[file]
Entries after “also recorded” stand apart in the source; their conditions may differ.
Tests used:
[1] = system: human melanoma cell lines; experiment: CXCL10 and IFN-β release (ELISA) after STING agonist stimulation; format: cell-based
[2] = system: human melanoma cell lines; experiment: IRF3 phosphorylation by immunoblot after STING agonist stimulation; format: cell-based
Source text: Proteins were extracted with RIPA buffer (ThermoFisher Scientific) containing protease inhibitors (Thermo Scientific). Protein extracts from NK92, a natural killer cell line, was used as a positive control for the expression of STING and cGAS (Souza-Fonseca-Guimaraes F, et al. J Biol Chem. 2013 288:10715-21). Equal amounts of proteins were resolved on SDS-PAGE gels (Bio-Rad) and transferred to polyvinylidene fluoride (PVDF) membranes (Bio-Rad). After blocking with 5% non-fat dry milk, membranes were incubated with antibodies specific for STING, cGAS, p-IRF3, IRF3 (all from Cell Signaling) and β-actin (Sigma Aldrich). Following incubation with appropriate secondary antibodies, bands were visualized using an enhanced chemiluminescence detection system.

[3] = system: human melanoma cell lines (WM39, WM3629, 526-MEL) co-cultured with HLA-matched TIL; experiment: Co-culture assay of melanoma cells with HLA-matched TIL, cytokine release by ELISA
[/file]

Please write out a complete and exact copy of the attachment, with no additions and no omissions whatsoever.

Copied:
Entries after “also recorded” stand apart in the source; their conditions may differ.
Tests used:
[1] = system: human melanoma cell lines; experiment: CXCL10 and IFN-β release (ELISA) after STING agonist stimulation; format: cell-based
[2] = system: human melanoma cell lines; experiment: IRF3 phosphorylation by immunoblot after STING agonist stimulation; format: cell-based
Source text: Proteins were extracted with RIPA buffer (ThermoFisher Scientific) containing protease inhibitors (Thermo Scientific). Protein extracts from NK92, a natural killer cell line, was used as a positive control for the expression of STING and cGAS (Souza-Fonseca-Guimaraes F, et al. J Biol Chem. 2013 288:10715-21). Equal amounts of proteins were resolved on SDS-PAGE gels (Bio-Rad) and transferred to polyvinylidene fluoride (PVDF) membranes (Bio-Rad). After blocking with 5% non-fat dry milk, membranes were incubated with antibodies specific for STING, cGAS, p-IRF3, IRF3 (all from Cell Signaling) and β-actin (Sigma Aldrich). Following incubation with appropriate secondary antibodies, bands were visualized using an enhanced chemiluminescence detection system.

[3] = system: human melanoma cell lines (WM39, WM3629, 526-MEL) co-cultured with HLA-matched TIL; experiment: Co-culture assay of melanoma cells with HLA-matched TIL, cytokine release by ELISA